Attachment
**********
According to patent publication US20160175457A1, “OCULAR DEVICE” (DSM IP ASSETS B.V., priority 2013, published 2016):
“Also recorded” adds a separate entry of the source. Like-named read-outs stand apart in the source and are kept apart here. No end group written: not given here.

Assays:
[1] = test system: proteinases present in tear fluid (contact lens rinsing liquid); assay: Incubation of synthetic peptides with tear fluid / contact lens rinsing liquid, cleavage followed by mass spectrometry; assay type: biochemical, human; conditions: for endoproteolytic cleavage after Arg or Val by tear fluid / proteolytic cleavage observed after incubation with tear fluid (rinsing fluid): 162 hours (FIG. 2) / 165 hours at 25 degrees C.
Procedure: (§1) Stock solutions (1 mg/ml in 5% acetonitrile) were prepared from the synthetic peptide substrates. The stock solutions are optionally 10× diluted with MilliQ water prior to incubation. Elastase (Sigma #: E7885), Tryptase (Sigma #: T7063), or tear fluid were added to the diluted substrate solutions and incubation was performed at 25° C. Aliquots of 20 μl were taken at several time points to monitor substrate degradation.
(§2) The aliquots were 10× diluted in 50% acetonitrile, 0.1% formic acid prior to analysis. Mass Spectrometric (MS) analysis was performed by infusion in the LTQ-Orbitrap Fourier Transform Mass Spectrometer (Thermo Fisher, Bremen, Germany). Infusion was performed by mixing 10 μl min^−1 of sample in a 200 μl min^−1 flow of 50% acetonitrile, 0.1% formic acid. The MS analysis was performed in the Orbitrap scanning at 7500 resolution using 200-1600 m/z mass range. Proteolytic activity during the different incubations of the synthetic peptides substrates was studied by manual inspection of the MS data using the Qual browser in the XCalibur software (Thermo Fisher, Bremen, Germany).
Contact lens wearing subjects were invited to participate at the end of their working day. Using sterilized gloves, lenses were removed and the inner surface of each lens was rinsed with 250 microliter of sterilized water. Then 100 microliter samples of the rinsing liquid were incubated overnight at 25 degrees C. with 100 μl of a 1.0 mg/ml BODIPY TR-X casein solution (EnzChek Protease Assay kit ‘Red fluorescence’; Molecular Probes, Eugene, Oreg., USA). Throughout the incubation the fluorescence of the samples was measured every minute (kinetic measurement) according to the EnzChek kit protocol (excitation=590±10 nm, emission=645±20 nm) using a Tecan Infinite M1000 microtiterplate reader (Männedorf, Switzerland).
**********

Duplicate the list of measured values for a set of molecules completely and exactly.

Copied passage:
According to patent publication US20160175457A1, “OCULAR DEVICE” (DSM IP ASSETS B.V., priority 2013, published 2016):
“Also recorded” adds a separate entry of the source. Like-named read-outs stand apart in the source and are kept apart here. No end group written: not given here.

Assays:
[1] = test system: proteinases present in tear fluid (contact lens rinsing liquid); assay: Incubation of synthetic peptides with tear fluid / contact lens rinsing liquid, cleavage followed by mass spectrometry; assay type: biochemical, human; conditions: for endoproteolytic cleavage after Arg or Val by tear fluid / proteolytic cleavage observed after incubation with tear fluid (rinsing fluid): 162 hours (FIG. 2) / 165 hours at 25 degrees C.
Procedure: (§1) Stock solutions (1 mg/ml in 5% acetonitrile) were prepared from the synthetic peptide substrates. The stock solutions are optionally 10× diluted with MilliQ water prior to incubation. Elastase (Sigma #: E7885), Tryptase (Sigma #: T7063), or tear fluid were added to the diluted substrate solutions and incubation was performed at 25° C. Aliquots of 20 μl were taken at several time points to monitor substrate degradation.
(§2) The aliquots were 10× diluted in 50% acetonitrile, 0.1% formic acid prior to analysis. Mass Spectrometric (MS) analysis was performed by infusion in the LTQ-Orbitrap Fourier Transform Mass Spectrometer (Thermo Fisher, Bremen, Germany). Infusion was performed by mixing 10 μl min^−1 of sample in a 200 μl min^−1 flow of 50% acetonitrile, 0.1% formic acid. The MS analysis was performed in the Orbitrap scanning at 7500 resolution using 200-1600 m/z mass range. Proteolytic activity during the different incubations of the synthetic peptides substrates was studied by manual inspection of the MS data using the Qual browser in the XCalibur software (Thermo Fisher, Bremen, Germany).
Contact lens wearing subjects were invited to participate at the end of their working day. Using sterilized gloves, lenses were removed and the inner surface of each lens was rinsed with 250 microliter of sterilized water. Then 100 microliter samples of the rinsing liquid were incubated overnight at 25 degrees C. with 100 μl of a 1.0 mg/ml BODIPY TR-X casein solution (EnzChek Protease Assay kit ‘Red fluorescence’; Molecular Probes, Eugene, Oreg., USA). Throughout the incubation the fluorescence of the samples was measured every minute (kinetic measurement) according to the EnzChek kit protocol (excitation=590±10 nm, emission=645±20 nm) using a Tecan Infinite M1000 microtiterplate reader (Männedorf, Switzerland).